We offer three versions of the fifth generation Lexus RX. The basic RX 350h, plug-in hybrid RX 450h+ and top RX 500h F-Sport all share the same engine. The former six-cylinder fork has been replaced by a turbocharged four-cylinder with a volume of 2.4 liters, which is more efficient and economical. In the most powerful variant, it cooperates with two electric motors and the total system output is 371 hp and a torque of 552 Nm.

Of course, there are more powerful SUVs, for example the Porsche Cayenne or Range Rover Sport can achieve significantly higher values, but the Lexus RX has no ambitions to compete with them. And above all, its performance is more than sufficient. The flexible acceleration from 80 to 110 km/h in 3.8 seconds can be compared, for example, with the Maserati Levante. The sound of the engine is supported in the cabin by a synthetic component from the speakers, but only decently. In addition, it really resembles a six-cylinder, and the vast majority of people don’t even think that they can’t hear the engine directly (unlike some failed attempts by other car manufacturers).

But that is not the most important thing. In an effort to improve the sporty performance of the engine, Lexus discarded the e-CVT transmission with continuously variable transmission, which is almost inextricably linked with the Japanese automaker’s hybrid systems, and instead implanted a classic six-speed automatic in the car. Let’s face it, the automatic isn’t particularly sporty either, but it shifts nicely, the car is nimble with it, and the unnatural variator speed fluctuations have disappeared. It’s just a shame that when the automaker had already gone to work with the new transmission, it could have also equipped it with a real manual shifter. The one in the car only half listens to you and sometimes obeys even without instructions.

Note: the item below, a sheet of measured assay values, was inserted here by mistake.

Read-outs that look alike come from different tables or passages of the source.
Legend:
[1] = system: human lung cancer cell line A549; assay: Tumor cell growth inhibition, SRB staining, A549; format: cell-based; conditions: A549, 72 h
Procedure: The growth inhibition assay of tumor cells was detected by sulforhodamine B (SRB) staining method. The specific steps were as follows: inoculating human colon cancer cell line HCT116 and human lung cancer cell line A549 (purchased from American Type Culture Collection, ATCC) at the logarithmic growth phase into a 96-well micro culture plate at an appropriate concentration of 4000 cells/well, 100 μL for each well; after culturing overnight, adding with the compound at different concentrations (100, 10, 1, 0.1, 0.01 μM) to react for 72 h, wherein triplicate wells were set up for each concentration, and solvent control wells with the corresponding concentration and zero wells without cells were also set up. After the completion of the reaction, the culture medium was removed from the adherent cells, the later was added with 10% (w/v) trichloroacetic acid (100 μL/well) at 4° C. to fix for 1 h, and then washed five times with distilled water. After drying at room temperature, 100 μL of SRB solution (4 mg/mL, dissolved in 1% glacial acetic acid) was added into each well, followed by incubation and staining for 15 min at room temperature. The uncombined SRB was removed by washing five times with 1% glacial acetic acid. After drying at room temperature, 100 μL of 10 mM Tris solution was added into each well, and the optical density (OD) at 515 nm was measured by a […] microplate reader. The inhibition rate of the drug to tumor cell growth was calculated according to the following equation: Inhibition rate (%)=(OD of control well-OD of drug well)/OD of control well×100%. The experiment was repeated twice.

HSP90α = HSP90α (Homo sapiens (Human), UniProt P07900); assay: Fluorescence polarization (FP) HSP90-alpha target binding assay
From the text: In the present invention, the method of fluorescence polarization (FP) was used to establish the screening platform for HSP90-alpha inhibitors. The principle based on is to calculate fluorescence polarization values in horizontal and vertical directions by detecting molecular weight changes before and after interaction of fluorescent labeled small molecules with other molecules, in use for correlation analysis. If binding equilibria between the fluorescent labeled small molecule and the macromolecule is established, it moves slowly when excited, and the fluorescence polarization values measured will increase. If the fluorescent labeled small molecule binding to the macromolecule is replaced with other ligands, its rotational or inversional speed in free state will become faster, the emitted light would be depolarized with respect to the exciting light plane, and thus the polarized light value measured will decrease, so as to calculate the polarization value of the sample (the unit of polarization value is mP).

The fifth generation RX stands on the TNGA-K platform, has a 60 mm longer wheelbase, so there is a little more space inside. Above all, there is comfort inside, first-class materials and impeccable workshop quality, as befits and belongs to a Lexus. Perhaps it’s just a shame that the control touchpad for the infotainment system has disappeared. Everything needs to be controlled only via the touch screen, which is quite large, and drivers with shorter hands may not be able to reach it easily. Also strange are the interior door handles, which work the other way around than you’d expect.

The tuning of the chassis, which has really moved forward compared to previous generations, should also be praised. But listen to it in the video.